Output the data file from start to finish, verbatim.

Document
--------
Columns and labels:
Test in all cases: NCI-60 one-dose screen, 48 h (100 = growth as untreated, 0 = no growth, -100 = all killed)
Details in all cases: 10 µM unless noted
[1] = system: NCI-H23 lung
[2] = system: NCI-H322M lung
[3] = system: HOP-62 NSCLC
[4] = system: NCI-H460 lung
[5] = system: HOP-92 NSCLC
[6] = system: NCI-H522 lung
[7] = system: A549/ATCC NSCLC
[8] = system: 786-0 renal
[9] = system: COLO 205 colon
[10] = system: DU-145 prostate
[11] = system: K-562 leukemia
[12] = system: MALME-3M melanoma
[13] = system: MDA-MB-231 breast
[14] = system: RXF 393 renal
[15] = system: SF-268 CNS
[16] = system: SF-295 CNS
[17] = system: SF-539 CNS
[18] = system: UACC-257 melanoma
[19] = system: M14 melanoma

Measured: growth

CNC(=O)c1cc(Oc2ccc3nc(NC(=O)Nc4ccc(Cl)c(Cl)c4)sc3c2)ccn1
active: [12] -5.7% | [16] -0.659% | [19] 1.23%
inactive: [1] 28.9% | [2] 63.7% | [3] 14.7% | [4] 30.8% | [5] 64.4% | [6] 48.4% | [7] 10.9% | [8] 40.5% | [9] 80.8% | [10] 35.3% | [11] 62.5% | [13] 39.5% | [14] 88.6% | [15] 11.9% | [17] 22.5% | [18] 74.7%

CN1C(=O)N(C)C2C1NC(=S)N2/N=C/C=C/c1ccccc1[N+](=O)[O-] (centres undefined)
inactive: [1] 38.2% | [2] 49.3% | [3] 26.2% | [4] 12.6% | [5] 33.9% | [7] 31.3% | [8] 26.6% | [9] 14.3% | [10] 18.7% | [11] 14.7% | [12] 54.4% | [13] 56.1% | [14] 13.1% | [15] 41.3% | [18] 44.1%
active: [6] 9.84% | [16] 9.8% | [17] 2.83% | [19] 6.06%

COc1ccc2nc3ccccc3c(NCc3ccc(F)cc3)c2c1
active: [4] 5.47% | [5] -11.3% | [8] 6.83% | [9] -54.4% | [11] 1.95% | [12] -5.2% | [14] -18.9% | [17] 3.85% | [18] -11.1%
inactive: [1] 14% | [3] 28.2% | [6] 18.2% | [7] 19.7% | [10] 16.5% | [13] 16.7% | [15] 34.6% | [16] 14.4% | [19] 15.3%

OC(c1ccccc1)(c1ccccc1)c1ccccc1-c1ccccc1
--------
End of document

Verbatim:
Columns and labels:
Test in all cases: NCI-60 one-dose screen, 48 h (100 = growth as untreated, 0 = no growth, -100 = all killed)
Details in all cases: 10 µM unless noted
[1] = system: NCI-H23 lung
[2] = system: NCI-H322M lung
[3] = system: HOP-62 NSCLC
[4] = system: NCI-H460 lung
[5] = system: HOP-92 NSCLC
[6] = system: NCI-H522 lung
[7] = system: A549/ATCC NSCLC
[8] = system: 786-0 renal
[9] = system: COLO 205 colon
[10] = system: DU-145 prostate
[11] = system: K-562 leukemia
[12] = system: MALME-3M melanoma
[13] = system: MDA-MB-231 breast
[14] = system: RXF 393 renal
[15] = system: SF-268 CNS
[16] = system: SF-295 CNS
[17] = system: SF-539 CNS
[18] = system: UACC-257 melanoma
[19] = system: M14 melanoma

Measured: growth

CNC(=O)c1cc(Oc2ccc3nc(NC(=O)Nc4ccc(Cl)c(Cl)c4)sc3c2)ccn1
active: [12] -5.7% | [16] -0.659% | [19] 1.23%
inactive: [1] 28.9% | [2] 63.7% | [3] 14.7% | [4] 30.8% | [5] 64.4% | [6] 48.4% | [7] 10.9% | [8] 40.5% | [9] 80.8% | [10] 35.3% | [11] 62.5% | [13] 39.5% | [14] 88.6% | [15] 11.9% | [17] 22.5% | [18] 74.7%

CN1C(=O)N(C)C2C1NC(=S)N2/N=C/C=C/c1ccccc1[N+](=O)[O-] (centres undefined)
inactive: [1] 38.2% | [2] 49.3% | [3] 26.2% | [4] 12.6% | [5] 33.9% | [7] 31.3% | [8] 26.6% | [9] 14.3% | [10] 18.7% | [11] 14.7% | [12] 54.4% | [13] 56.1% | [14] 13.1% | [15] 41.3% | [18] 44.1%
active: [6] 9.84% | [16] 9.8% | [17] 2.83% | [19] 6.06%

COc1ccc2nc3ccccc3c(NCc3ccc(F)cc3)c2c1
active: [4] 5.47% | [5] -11.3% | [8] 6.83% | [9] -54.4% | [11] 1.95% | [12] -5.2% | [14] -18.9% | [17] 3.85% | [18] -11.1%
inactive: [1] 14% | [3] 28.2% | [6] 18.2% | [7] 19.7% | [10] 16.5% | [13] 16.7% | [15] 34.6% | [16] 14.4% | [19] 15.3%

OC(c1ccccc1)(c1ccccc1)c1ccccc1-c1ccccc1